ASA14: Anthropology and Enlightenment

(P05)

'True religion' and the anthropology of the Scottish Enlightenment

Location Quincentenary Building, Wadsworth Room
Date and Start Time 21 June, 2014 at 09:00

Convenor

Gordon Graham (Princeton Theological Seminary) email
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Summary

This panel will explore the historical context and contemporary relevance of the Scottish Enlightenment concept of 'true religion'.

Long Abstract

The thinkers of the Scottish Enlightenment developed a normative theory of human nature that would enable them to establish criteria of good and bad with respect to forms of social organization, educational institutions and public policy. Some writers applied the same strategy to natural religion in order to identify its 'true' form. This panel will investigate the theory of human nature that underlies this normative anthropology, and the contemporary relevance (if any) of the concept of 'true religion'.

This panel is closed to new paper proposals.

Papers

Towards a Humean true religion

Author: Andre Willis (Brown University)  email

Summary

This speculative argument contends that based on the broad contours of Hume's project what he calls religion’s “proper office” might be constituted by a genuine theism, calm passions, and a practical morality.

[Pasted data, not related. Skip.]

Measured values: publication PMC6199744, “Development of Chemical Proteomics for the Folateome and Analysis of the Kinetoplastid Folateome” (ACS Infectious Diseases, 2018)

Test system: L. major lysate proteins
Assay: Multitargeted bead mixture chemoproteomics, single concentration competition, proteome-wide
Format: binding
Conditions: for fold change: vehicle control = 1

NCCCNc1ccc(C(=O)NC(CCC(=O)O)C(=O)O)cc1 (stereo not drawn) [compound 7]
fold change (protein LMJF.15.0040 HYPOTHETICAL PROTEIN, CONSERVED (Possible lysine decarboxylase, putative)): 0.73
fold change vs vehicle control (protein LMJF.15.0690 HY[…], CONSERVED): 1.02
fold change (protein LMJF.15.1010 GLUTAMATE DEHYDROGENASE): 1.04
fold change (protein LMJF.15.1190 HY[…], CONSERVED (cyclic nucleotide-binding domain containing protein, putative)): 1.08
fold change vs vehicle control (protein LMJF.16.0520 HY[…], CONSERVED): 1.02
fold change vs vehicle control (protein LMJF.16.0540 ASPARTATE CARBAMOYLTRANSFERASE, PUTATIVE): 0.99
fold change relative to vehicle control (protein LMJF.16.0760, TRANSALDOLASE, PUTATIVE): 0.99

Long Abstract

Many philosophers of religion hold the view that David Hume was simply a devastating critic of religion. One cannot deny, however that the category "true religion" is an unexplained element in his work. Most address the presence of "true religion" by explaining it as empty and insincere, a mere "fig leaf" hiding Hume's irreligion. I take an alternative approach and track this inchoate idea for its value for contemporary religious thought. I argue that "true religion" fits neatly into Hume's philosophic schema, was a requirement of his bifurcated approach to religion (true v. false), and can be thought of as a transition between classical notions of religio (a set of virtues that stabilized the social order) and modern conceptions of religion (that aimed for epistemic truth). Hume could not escape grappling with the idea "true religion": he was an interlocutor inside of a discursive tradition that revolved around it. Reconceiving this idea in Hume's work supports generative work in the contemporary study of religion. Of course, his lush writing offered little explicit content for his notion of "true religion". Still, we might make some provisional claims about it: relieved of its claims for metaphysical legitimacy, released from morality derived from fear of Divine authority, and unrestricted by a fixed set of worship practices, religion appears quite bare. Yet, in this austerity religion could be understood as a socially beneficial convention grounded in history and community. This approach correlates with contemporary work in religious studies that refuses to treat religion as a system of beliefs or a trans-historical essence.